We are pleased to announced that Lynn L. Bergeson, Charles M. Auer, and Carla N. Hutton published an article, “Practitioner Insights: A Review and Analysis of TSCA Reform Provisions Pertinent to Manufacturers and Processors of Nanoscale Materials,” in the January 26, 2017, issue of Bloomberg BNA’s Daily Environment Report. The article reviews and analyzes the Toxic Substances Control Act (TSCA) as amended by the Frank R. Lautenberg Chemical Safety for the 21st Century Act, Pub. L. No. 114-182, and focuses narrowly on how new TSCA specifically impacts nanoscale materials. Although new TSCA dramatically changes how the U.S. Environmental Protection Agency (EPA) evaluates and manages industrial chemicals, including nanoscale chemicals, the absence of words or phrases such as nano or nanoscale materials means that there are no specific or additional requirements that apply explicitly to such materials. This was a significant shift from many of the earlier TSCA reform bills, which explicitly addressed nanoscale materials by proposing new definitions such as “substance characteristics” and “special substance characteristics” that included concepts such as size or size distribution; shape; surface structure; and reactivity. New TSCA is noticeably silent on this subject and does not distinguish nanoscale materials or treat such materials differently from other chemical substances regulated under TSCA. The article focuses on the key changes in new TSCA that could affect manufacturers and processors of nanoscale materials, and notes opportunities for stakeholders to engage in forthcoming rulemaking processes and other regulatory initiatives to ensure EPA is successful in implementing new TSCA.
The Swedish Chemicals Agency (KEMI) is in the process of consulting with stakeholders on a draft regulation that would require companies to provide information on nanomaterials in chemical products to the Swedish products register by February 28, 2019. According to KEMI, the proposal is the same as presented in its 2015 report. Although the report is in Swedish, it includes an English summary on page 8, which states:
The Swedish Chemicals Agency proposes that those who report chemical products to the products register shall, in addition to the information that is currently reported, also provide further information regarding any nanomaterials contained in the product. The proposal covers nanomaterials which have been intentionally added to the product, regardless of concentration. Nanomaterials are defined in accordance with the recommended definition of the European Commission. Although, this proposal does not cover nanomaterials that are naturally occurring or unintentionally produced.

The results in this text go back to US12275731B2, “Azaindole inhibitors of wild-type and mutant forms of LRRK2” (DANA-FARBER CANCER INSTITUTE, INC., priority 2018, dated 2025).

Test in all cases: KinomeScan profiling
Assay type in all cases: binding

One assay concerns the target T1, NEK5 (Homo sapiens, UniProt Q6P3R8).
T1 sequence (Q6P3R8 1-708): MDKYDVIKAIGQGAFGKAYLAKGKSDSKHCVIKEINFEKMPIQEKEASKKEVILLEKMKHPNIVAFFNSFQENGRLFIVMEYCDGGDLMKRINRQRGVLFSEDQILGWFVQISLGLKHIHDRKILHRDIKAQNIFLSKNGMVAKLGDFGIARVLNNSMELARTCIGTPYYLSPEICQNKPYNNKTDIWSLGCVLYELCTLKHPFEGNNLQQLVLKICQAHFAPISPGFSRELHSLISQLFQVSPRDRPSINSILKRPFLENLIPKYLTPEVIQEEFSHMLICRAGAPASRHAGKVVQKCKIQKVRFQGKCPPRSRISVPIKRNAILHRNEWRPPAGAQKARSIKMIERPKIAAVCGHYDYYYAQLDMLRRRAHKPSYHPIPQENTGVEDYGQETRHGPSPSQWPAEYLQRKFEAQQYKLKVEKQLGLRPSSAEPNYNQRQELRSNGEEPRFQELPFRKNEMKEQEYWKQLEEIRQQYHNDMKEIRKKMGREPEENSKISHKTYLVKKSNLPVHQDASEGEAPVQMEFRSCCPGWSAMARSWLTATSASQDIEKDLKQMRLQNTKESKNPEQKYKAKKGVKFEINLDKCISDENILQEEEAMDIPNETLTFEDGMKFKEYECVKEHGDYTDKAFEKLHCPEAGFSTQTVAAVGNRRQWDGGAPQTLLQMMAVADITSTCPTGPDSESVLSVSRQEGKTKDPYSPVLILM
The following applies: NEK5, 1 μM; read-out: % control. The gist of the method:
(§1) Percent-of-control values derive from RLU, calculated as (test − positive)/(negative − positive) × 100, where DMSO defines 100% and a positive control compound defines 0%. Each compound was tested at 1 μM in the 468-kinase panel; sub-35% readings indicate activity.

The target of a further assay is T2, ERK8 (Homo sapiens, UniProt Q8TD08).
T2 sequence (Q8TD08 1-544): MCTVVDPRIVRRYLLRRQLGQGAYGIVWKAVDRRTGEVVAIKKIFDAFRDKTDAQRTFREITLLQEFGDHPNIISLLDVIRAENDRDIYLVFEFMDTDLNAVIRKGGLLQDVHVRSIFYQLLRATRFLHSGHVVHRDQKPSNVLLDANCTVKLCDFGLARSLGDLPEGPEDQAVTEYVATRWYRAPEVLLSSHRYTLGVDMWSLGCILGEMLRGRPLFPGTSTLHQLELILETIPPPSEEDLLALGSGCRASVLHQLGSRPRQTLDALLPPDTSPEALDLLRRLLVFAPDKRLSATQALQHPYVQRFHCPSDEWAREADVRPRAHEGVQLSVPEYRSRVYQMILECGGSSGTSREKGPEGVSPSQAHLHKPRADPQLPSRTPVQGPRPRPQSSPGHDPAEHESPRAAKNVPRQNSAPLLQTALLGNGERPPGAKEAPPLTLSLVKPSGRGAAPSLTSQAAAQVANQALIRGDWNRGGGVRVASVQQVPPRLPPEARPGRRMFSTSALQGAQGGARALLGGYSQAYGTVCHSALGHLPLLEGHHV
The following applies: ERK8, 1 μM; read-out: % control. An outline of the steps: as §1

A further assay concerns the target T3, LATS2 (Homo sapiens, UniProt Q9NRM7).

Exemptions from the reporting requirements are proposed for companies with a turnover of less than SEK 5 million per year during a period of evaluation. These companies should only need to tick a box if they believe that their products contain nanomaterials. During the period of evaluation, the same exemption should also apply to nanomaterials in the form of pigment.
The product groups, which are already exempt from the reporting requirements in the Products Register, will remain exempt for any purposes of this proposal. Those product groups are waste, food and animal feed, pharmaceuticals, cosmetics and tattoo ink.
The report states that KEMI does not propose any reporting requirements for nanomaterials in articles. Comments are due March 24, 2017. KEMI will review the responses and consider whether any revisions are necessary. Once KEMI prepares a final draft, it will notify the European Commission of the regulation.
On January 13, 2017, the European Chemicals Agency (ECHA) sent the draft appendix on recommendations for nanomaterials applicable to the guidance on registration to the Forum, Member State Committee, and Risk Assessment Committee for consultation. The draft guidance outlines the minimum elements potential registrants need to consider when registering substances that fulfil the European Commission’s (EC) Recommendation for the definition of nanomaterial. The aim of the draft guidance is to define the term “nanoform,” the minimum criteria for distinguishing between different nanoforms, and the minimum set of elements that should be reported on the characterization of nanoforms. The draft guidance defines nanoform as a substance that meets the requirements of the EC’s Recommendation for the definition of nanomaterial and has a shape and a surface chemistry. The three minimum elements to characterize nanoforms are: (1) size; (2) shape; and (3) surface chemistry. The draft guidance notes that these are the minimum elements necessary to characterize registered nanoforms in a registration dossier, and additional elements and/or additional refinement of these elements may need to be reported. The draft guidance includes a hypothetical example of the minimum elements that would be needed to report a nanoform.
John Howard, M.D., Director of the National Institute for Occupational Safety and Health (NIOSH), authored a January 10, 2017, NIOSH blog item entitled “Occupational Health Issues in the USA.” Howard shares a recent editorial he wrote in Occupational Medicine, “Occupational health issues in the USA,” that highlights some of the occupational safety and health issues identified as needing attention by the industry sector groups of the National Occupational Research Agenda (NORA). The identified issues include nanotechnology, and the blog item states:
Risk characterization of a new technology to quickly determine if it raises safety and health issues for workers should be a priority for occupational health researchers and practitioners. Engineered nanomaterials and devices demonstrate novel size-dependent properties and behavior that hold great promise in many areas of benefit to society such as new lightweight but stronger materials, new pharmaceuticals, enhanced water filtration, and advances in regenerative medicine The challenge is 2-fold — does the nature of engineered nanomaterials present occupational safety and health hazards, and, if so, how can the benefits of nanomaterials be realized while proactively minimizing or eliminating the potential risks? Although the occupational health implications of advanced manufacturing involving nanomaterials are not yet clearly understood, it is prudent to take precautions to protect workers until the risks can be fully characterized.
According to the blog item, NIOSH “welcome[s] input on how to best protect workers in these areas in the comment section below.”